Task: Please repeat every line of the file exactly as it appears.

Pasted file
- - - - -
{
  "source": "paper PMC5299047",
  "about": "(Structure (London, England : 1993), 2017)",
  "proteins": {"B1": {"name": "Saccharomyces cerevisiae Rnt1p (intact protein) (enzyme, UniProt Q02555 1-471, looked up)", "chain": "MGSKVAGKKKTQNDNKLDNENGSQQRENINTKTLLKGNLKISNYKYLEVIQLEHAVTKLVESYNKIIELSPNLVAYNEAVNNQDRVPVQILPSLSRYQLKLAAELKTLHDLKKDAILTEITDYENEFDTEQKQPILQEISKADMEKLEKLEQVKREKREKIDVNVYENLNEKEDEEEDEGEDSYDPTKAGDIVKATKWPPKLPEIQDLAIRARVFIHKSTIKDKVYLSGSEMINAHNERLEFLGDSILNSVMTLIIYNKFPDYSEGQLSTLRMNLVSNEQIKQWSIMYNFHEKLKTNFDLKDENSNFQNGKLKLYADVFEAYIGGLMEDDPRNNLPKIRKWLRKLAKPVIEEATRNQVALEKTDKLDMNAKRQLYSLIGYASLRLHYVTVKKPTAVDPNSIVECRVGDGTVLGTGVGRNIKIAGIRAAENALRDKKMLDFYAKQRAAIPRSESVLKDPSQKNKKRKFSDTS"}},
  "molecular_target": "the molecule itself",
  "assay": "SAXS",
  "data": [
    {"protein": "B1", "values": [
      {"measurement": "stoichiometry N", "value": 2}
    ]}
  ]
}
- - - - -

{
  "source": "paper PMC5299047",
  "about": "(Structure (London, England : 1993), 2017)",
  "proteins": {"B1": {"name": "Saccharomyces cerevisiae Rnt1p (intact protein) (enzyme, UniProt Q02555 1-471, looked up)", "chain": "MGSKVAGKKKTQNDNKLDNENGSQQRENINTKTLLKGNLKISNYKYLEVIQLEHAVTKLVESYNKIIELSPNLVAYNEAVNNQDRVPVQILPSLSRYQLKLAAELKTLHDLKKDAILTEITDYENEFDTEQKQPILQEISKADMEKLEKLEQVKREKREKIDVNVYENLNEKEDEEEDEGEDSYDPTKAGDIVKATKWPPKLPEIQDLAIRARVFIHKSTIKDKVYLSGSEMINAHNERLEFLGDSILNSVMTLIIYNKFPDYSEGQLSTLRMNLVSNEQIKQWSIMYNFHEKLKTNFDLKDENSNFQNGKLKLYADVFEAYIGGLMEDDPRNNLPKIRKWLRKLAKPVIEEATRNQVALEKTDKLDMNAKRQLYSLIGYASLRLHYVTVKKPTAVDPNSIVECRVGDGTVLGTGVGRNIKIAGIRAAENALRDKKMLDFYAKQRAAIPRSESVLKDPSQKNKKRKFSDTS"}},
  "molecular_target": "the molecule itself",
  "assay": "SAXS",
  "data": [
    {"protein": "B1", "values": [
      {"measurement": "stoichiometry N", "value": 2}
    ]}
  ]
}